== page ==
COLUMBUS, Ohio (December 12, 2017) – Premium gasoline offers some benefit to select vehicles, but the high cost may outweigh that advantage for many drivers, according to new AAA research. As a result, AAA recommends drivers weigh the potential benefits against the cost of using premium gasoline if their vehicle doesn’t require it.
Nearly 1.5 million 2016 vehicles sold in the United States recommend, but do not require, the use of premium gasoline (91 octane or higher). In the past few years the gap between premium and regular-grade gasoline has risen from 10 percent to 25 percent, or about 50 cents per gallon.
Past AAA research showed no benefit to using premium gasoline in a vehicle designed to operate on regular fuel. For this latest research, AAA partnered with the Automobile Club of Southern California’s Automotive Research Center to determine what, if any, benefit premium gasoline offers vehicles that recommend, but do not require, the use of premium gasoline.
Although drivers of these vehicles are unlikely to see any benefit from using premium gasoline during typical highway driving, when using premium fuel under extreme driving scenarios, such as towing, hauling cargo and aggressive acceleration, AAA laboratory tests found:
.Fuel economy for test vehicles averaged a 2.7 percent improvement. Individual vehicle test result averages ranged from a decrease of 1 percent (2016 Audi A3) to an improvement of 7.1 percent (2016 Cadillac Escalade).
.Horsepower for test vehicles averaged an increase of 1.4 percent. Individual vehicle test results averages ranged from a decrease of 0.3 percent (2016 Jeep Renegade) to an improvement of 3.2 percent (2017 Ford Mustang).
These modest fuel economy improvements during extreme driving scenarios do not offset the higher cost of premium gasoline.
“Premium fuel has the potential to boost a vehicle’s fuel economy and performance, but engines have to be calibrated to require that fuel to see the full benefit,” said John Nielsen, AAA’s managing director of Automotive Engineering and Repair. “Based on AAA’s testing, vehicles that only recommend premium gasoline can’t take full advantage of higher octane fuel and, as a result, the benefit that comes from upgrading to premium gasoline may not offset its high cost.”
The trend toward recommending or requiring higher-octane fuel continues to rise as manufacturers work toward meeting stringent CAFÉ (Corporate Average Fuel Economy) standards. AAA offers the following advice to consumers:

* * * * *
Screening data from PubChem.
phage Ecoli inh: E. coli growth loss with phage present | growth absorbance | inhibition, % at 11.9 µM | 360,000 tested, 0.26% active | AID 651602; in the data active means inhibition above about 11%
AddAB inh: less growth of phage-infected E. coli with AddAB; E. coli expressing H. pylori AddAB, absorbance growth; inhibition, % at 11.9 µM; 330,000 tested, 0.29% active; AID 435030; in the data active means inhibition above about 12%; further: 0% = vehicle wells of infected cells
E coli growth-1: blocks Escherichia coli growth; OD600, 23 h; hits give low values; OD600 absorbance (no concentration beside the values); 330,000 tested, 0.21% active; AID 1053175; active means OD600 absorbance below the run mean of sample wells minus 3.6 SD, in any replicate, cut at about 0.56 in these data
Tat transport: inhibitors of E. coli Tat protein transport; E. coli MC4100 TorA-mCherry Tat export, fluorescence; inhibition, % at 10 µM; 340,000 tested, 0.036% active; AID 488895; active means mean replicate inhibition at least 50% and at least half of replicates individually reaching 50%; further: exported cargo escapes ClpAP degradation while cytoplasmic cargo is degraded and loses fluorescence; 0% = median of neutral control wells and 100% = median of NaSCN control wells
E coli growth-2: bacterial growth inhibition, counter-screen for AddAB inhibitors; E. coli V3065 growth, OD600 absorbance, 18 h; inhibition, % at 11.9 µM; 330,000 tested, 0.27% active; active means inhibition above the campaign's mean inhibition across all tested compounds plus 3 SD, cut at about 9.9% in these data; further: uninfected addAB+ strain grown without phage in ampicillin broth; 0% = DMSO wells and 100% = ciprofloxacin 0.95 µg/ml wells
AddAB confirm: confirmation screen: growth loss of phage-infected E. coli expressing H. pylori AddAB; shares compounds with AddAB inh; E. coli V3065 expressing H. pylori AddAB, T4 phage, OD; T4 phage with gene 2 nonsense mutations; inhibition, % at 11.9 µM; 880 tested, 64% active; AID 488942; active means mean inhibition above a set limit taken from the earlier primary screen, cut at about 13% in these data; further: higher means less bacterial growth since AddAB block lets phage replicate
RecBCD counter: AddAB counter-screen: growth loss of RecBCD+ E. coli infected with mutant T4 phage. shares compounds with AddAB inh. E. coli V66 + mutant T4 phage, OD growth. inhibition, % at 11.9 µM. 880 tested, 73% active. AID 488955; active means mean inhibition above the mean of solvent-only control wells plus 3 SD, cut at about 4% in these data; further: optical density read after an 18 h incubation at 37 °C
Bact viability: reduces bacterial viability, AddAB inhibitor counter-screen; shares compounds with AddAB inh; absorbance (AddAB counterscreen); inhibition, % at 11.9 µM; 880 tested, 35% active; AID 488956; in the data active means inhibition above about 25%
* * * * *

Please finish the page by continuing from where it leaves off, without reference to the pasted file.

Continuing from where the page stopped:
.Follow the vehicle owner’s manual to determine which type of gasoline to use. Always use premium gasoline on vehicles that require it.
.Drivers of vehicles that recommend, but do not require, premium gasoline should consider their driving habits, and the potential benefits and costs associated with using higher-octane fuel.
.If your engine makes a “pinging” or “knocking” sound when using regular fuel in a vehicle that recommends premium gasoline, a higher-octane fuel may resolve the issue, but it’s a good idea to have the vehicle checked by a reputable repair shop.
.Drivers who choose to use premium fuel should shop around for the best price.
.Drivers looking for a higher quality fuel can select a TOP TIERTM gasoline. Previous AAA research found that gasoline meeting TOP TIERTM standards resulted in fewer engine deposits than non-TOP TIERTM fuel. TOP TIERTM gasoline is available in all octane levels. Learn more at TOPTIERgas.com.
The full report, fact sheet and other information regarding this study can be found on the AAA Newsroom.
As North America’s largest motoring and leisure travel organization, AAA provides more than 58 million members with travel-, insurance-, financial- and automotive-related services. Since its founding in 1902, the not-for-profit, fully tax-paying AAA has been a leader and advocate for the safety and security of all travelers. AAA clubs can be visited online at AAA.com.